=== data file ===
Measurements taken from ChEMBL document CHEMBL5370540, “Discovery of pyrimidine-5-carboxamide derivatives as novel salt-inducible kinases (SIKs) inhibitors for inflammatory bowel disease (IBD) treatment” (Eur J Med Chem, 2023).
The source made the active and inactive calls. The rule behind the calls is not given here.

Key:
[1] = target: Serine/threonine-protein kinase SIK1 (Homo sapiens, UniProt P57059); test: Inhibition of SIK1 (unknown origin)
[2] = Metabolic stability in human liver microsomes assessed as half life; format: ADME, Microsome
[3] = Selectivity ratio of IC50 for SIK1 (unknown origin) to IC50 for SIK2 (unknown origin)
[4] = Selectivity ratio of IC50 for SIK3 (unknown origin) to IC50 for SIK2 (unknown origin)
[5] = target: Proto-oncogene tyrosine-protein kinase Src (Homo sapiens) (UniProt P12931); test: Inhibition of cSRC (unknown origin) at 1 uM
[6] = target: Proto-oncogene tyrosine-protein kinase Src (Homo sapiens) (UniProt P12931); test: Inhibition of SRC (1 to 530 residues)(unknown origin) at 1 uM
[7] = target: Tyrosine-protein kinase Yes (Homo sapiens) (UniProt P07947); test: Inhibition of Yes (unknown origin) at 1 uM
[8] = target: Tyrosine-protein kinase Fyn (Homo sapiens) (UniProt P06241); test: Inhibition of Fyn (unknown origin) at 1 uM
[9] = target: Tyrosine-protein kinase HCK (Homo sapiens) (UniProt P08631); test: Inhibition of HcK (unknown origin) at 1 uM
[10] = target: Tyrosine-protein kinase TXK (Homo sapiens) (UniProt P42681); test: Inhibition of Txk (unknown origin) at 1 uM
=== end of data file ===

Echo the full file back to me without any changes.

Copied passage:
Measurements taken from ChEMBL document CHEMBL5370540, “Discovery of pyrimidine-5-carboxamide derivatives as novel salt-inducible kinases (SIKs) inhibitors for inflammatory bowel disease (IBD) treatment” (Eur J Med Chem, 2023).
The source made the active and inactive calls. The rule behind the calls is not given here.

Key:
[1] = target: Serine/threonine-protein kinase SIK1 (Homo sapiens, UniProt P57059); test: Inhibition of SIK1 (unknown origin)
[2] = Metabolic stability in human liver microsomes assessed as half life; format: ADME, Microsome
[3] = Selectivity ratio of IC50 for SIK1 (unknown origin) to IC50 for SIK2 (unknown origin)
[4] = Selectivity ratio of IC50 for SIK3 (unknown origin) to IC50 for SIK2 (unknown origin)
[5] = target: Proto-oncogene tyrosine-protein kinase Src (Homo sapiens) (UniProt P12931); test: Inhibition of cSRC (unknown origin) at 1 uM
[6] = target: Proto-oncogene tyrosine-protein kinase Src (Homo sapiens) (UniProt P12931); test: Inhibition of SRC (1 to 530 residues)(unknown origin) at 1 uM
[7] = target: Tyrosine-protein kinase Yes (Homo sapiens) (UniProt P07947); test: Inhibition of Yes (unknown origin) at 1 uM
[8] = target: Tyrosine-protein kinase Fyn (Homo sapiens) (UniProt P06241); test: Inhibition of Fyn (unknown origin) at 1 uM
[9] = target: Tyrosine-protein kinase HCK (Homo sapiens) (UniProt P08631); test: Inhibition of HcK (unknown origin) at 1 uM
[10] = target: Tyrosine-protein kinase TXK (Homo sapiens) (UniProt P42681); test: Inhibition of Txk (unknown origin) at 1 uM